If you remember the miner’s strike of 1984-5, you’ll remember the division, hatred and rebellion inspired in the working classes by the conservative government. In Tinned Good’s, Fiona Whitelaw’s character Sue proclaims, “This government is trying to starve us into submission.” Nowadays, many may think this kind of treatment from those in power is unthinkable, unheard of, cruel and something that might be expected of a policed state. But it happened just 30 years ago.
While bloodshed and violence appeared across the news for Britain to gawp at, the people of northern mining communities had to deal with those casualties in real life. Families of striking miners lived off food banks, soup kitchens, and donations—but never charity. Those who chose to keep working, to still earn a living, earned themselves the name ‘scab’, and were often cut off from society, looked down on and ridiculed. Of many things, it’s arguable that the ’84 strikes were some of the working class’s proudest moments: so proud, it near killed thousands. But despite the division, people were united in the strength of their grief; women pulled together to petition and picket, scrounge food, clothes and essentials to keep the homes going, and raise money for buses down to London to tell Maggie exactly what she was doing wrong.
Set between the collective kitchens of these brave women, to picket lines and police stations, Tinned Goods tell the story of the tumultuous journey to find their voice, save their relationships, their families and their lives. Between the all-female cast of five, a powerful image is painted of life on a front line where women did the fighting. The play is well acted, directed and clever use of set and song between scenes make for a very tactile performance. My only criticism would be that many scenes and much of the dialogue is set on one very high, very loud level; true, this illustrates clearly the desperation and frustration of the times, as well as a committed characterisation of the people being portrayed, but occasionally I felt that key moments could have been more effective with better use of pause and powerful silence. Obviously this doesn’t apply to scenes of protest and picketing- these are full of life and energy just as they should be, and are as striking and lasting as they are illuminating.
The show includes a brilliant cast of actors, notably Caroline Frewin for her incredible and seamless transformation from scared and confused miner’s wife to angry and insolent striking husband. While it’s true that many women can play men effectively on stage, it still doesn’t happen all that often. More than just clever costume choices and minimal make up, Frewin’s performance in both roles is to be highly commended.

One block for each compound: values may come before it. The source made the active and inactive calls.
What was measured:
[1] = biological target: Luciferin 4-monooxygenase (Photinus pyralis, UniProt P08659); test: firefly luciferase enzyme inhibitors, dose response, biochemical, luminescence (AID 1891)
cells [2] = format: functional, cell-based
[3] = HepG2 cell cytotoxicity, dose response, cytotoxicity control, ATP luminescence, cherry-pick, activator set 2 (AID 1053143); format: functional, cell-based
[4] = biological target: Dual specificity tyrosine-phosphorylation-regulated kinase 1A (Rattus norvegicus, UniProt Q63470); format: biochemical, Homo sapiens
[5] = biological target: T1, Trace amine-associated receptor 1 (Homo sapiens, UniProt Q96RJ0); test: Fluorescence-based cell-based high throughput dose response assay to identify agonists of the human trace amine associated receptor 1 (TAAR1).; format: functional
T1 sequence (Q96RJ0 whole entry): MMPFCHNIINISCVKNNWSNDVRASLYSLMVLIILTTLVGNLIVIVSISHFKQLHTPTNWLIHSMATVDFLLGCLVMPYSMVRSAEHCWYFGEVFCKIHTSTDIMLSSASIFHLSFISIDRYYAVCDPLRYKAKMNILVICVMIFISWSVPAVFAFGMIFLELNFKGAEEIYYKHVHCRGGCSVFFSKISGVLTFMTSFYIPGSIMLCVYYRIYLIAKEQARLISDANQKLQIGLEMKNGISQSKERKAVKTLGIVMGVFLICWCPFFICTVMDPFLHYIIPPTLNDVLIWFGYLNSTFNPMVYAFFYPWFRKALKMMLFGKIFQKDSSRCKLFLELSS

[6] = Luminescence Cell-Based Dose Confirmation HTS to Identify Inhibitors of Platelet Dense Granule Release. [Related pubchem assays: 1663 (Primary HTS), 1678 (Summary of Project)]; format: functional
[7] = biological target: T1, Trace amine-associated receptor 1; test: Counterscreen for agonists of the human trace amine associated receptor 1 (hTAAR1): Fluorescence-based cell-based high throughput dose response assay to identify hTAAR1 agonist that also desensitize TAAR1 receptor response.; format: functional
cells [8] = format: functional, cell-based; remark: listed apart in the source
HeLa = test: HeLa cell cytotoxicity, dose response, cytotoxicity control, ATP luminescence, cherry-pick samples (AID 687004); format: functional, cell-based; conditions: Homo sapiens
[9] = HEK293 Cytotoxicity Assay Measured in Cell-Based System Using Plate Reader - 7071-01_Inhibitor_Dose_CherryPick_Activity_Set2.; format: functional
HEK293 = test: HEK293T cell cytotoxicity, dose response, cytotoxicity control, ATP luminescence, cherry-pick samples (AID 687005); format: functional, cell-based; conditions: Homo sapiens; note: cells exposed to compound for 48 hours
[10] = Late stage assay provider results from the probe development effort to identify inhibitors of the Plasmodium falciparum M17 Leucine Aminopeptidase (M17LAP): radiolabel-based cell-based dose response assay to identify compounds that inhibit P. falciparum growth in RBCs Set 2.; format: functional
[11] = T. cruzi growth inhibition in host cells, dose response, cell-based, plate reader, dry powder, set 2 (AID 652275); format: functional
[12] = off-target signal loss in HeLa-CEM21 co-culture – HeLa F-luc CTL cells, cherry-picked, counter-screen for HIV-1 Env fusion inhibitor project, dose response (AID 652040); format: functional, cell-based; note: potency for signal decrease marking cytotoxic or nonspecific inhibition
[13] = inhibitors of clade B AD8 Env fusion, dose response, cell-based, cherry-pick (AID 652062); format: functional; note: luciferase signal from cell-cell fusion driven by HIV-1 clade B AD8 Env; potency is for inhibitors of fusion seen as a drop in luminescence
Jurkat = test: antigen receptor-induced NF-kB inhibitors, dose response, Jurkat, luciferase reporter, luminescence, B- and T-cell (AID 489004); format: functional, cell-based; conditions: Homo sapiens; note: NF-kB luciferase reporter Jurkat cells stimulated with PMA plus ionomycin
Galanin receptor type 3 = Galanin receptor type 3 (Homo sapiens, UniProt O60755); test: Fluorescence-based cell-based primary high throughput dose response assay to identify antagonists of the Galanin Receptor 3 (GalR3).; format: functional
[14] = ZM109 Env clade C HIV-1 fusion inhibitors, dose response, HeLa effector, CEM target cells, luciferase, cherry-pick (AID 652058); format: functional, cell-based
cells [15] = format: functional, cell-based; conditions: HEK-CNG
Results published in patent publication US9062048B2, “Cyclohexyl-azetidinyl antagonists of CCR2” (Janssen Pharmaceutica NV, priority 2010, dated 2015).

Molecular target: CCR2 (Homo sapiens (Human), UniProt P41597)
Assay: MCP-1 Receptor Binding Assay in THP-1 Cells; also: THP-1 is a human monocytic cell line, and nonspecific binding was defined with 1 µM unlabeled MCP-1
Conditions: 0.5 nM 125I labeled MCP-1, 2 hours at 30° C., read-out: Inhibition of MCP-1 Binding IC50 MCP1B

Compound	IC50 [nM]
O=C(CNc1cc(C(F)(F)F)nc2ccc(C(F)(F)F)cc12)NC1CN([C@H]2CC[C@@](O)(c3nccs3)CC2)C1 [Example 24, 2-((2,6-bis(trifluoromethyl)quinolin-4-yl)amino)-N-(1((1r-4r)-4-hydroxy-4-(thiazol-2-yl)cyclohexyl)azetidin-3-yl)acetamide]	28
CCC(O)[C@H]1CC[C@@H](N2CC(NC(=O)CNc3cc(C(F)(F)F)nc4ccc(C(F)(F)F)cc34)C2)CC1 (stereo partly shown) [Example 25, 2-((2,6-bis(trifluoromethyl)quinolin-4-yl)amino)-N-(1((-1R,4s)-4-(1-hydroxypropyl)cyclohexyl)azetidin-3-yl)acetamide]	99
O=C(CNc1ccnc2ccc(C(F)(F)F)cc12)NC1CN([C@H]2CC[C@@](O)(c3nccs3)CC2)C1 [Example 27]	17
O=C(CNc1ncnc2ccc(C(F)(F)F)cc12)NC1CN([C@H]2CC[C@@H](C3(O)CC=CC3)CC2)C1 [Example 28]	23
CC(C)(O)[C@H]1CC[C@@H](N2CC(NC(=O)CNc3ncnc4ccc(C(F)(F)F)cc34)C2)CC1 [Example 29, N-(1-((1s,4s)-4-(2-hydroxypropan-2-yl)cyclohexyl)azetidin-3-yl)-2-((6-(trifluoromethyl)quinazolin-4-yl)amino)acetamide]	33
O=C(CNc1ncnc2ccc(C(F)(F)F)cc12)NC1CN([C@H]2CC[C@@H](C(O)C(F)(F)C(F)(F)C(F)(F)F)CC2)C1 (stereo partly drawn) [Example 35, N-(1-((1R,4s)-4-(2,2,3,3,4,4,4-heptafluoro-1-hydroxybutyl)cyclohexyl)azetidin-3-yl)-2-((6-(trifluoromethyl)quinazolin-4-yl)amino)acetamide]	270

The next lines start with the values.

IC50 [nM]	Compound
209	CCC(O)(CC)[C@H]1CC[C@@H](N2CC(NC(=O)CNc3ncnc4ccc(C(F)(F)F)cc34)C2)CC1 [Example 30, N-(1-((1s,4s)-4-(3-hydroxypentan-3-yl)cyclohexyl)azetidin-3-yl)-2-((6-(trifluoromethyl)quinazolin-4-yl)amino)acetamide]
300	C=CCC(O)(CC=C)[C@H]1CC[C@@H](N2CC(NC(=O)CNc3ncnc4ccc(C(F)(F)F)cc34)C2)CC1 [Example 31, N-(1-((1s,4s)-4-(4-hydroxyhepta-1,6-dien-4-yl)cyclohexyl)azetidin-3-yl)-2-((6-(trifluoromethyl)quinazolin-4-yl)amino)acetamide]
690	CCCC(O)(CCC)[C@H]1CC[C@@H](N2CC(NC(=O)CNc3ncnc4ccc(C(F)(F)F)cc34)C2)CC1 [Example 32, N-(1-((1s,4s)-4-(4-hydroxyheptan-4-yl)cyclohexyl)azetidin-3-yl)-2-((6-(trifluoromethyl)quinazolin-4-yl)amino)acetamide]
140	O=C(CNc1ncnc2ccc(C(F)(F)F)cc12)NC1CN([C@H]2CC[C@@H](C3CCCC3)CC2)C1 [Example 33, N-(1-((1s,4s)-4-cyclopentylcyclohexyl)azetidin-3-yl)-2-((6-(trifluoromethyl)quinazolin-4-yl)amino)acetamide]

Laura M Tipper, playing spirited Bethany, was impossible not to watch; in an infectiously naughty, funny and relatable role, Tipper is committed to the performance from the start right to the end. Even a slight false start as the second half began, just as one theatre goer marched, drink in hand, back to his seat as the stage lights came up, didn’t cause her to falter in her emotive and energetic performance. Every woman who remembers being 16 can probably relate to the excitement and confusion of first romances, especially those which we felt had to be hid from our parents. But it must have been a whole other world, trying to get away with having a boyfriend in the middle of a violent, political class war, where everyone’s feeling the pressure of being well and truly skint.
I’ve a feeling I’ve seen Jade Samuels in something else very recently, or at least her characterisation of a loyal-till-the-end best friend, one who will laugh with you and at you with equal devotion, makes me feel as if I’ve known her years. (I haven’t.) Displaying amongst other skills, a mastery of accents, it’s hard not to smile at her performance.
Jenny Stokes plays Aunty Brenda- a comforting character a lot of us grew up with: not exactly a parent, so therefore not a disciplinarian, but safe and one to confide in. When Bethany needs to tell someone about her secret courtship, Brenda is of course this person and she of course gently encourages her to ‘do the right thing.’ She is also an immensely strong character, leading the women marching and settling disputes among the ranks. Stokes’ performance is very believable and somehow calming to watch—perhaps because when Brenda’s on your side, you’re so well reassured that everything’s going to be alright.
Finally Fiona Whitelaw plays feisty Sue, Brenda’s right hand, Bethany’s mum and wife to an insolent, arrogant, nameless husband. Whitelaw delivers an emotional performance to which general audience reaction was of nostalgia: “My mum used to do that too, give the kids all the chicken and just have bread and gravy herself” recalled one theatre goer. Another commented on the hardship wives and mothers go through, not only back in ’84 but today too: balancing doing what’s best for the family and pouring energy into a cause close to the heart can be tough, and Whitelaw definitely stirred empathy as people recognised a truthful performance.
Reviewer: Natalie Romero
Reviewed: 2nd April 2016